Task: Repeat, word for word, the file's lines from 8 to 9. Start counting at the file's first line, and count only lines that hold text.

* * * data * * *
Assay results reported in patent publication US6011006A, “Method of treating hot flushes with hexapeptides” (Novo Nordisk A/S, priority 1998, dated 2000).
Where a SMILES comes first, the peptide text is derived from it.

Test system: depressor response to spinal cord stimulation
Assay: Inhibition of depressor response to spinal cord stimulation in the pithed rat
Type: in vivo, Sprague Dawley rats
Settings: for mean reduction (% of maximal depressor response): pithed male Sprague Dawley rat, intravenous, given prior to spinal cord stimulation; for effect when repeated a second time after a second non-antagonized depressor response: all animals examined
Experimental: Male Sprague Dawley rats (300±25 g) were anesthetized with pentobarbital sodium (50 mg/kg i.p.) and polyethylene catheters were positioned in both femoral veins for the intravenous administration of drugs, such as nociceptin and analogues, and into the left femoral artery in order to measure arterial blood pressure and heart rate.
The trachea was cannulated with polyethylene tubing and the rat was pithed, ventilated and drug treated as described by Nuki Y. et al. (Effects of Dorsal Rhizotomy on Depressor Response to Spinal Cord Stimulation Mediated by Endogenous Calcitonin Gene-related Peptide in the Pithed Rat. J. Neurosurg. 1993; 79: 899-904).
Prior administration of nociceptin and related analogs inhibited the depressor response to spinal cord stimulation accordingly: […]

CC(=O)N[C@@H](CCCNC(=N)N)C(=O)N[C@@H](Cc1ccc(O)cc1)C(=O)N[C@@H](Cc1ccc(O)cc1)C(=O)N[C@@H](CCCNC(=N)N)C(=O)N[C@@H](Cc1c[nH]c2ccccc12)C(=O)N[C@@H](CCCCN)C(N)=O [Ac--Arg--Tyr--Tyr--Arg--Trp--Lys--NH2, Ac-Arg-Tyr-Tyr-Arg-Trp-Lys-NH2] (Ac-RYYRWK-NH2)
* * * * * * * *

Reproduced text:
The trachea was cannulated with polyethylene tubing and the rat was pithed, ventilated and drug treated as described by Nuki Y. et al. (Effects of Dorsal Rhizotomy on Depressor Response to Spinal Cord Stimulation Mediated by Endogenous Calcitonin Gene-related Peptide in the Pithed Rat. J. Neurosurg. 1993; 79: 899-904).
Prior administration of nociceptin and related analogs inhibited the depressor response to spinal cord stimulation accordingly: […]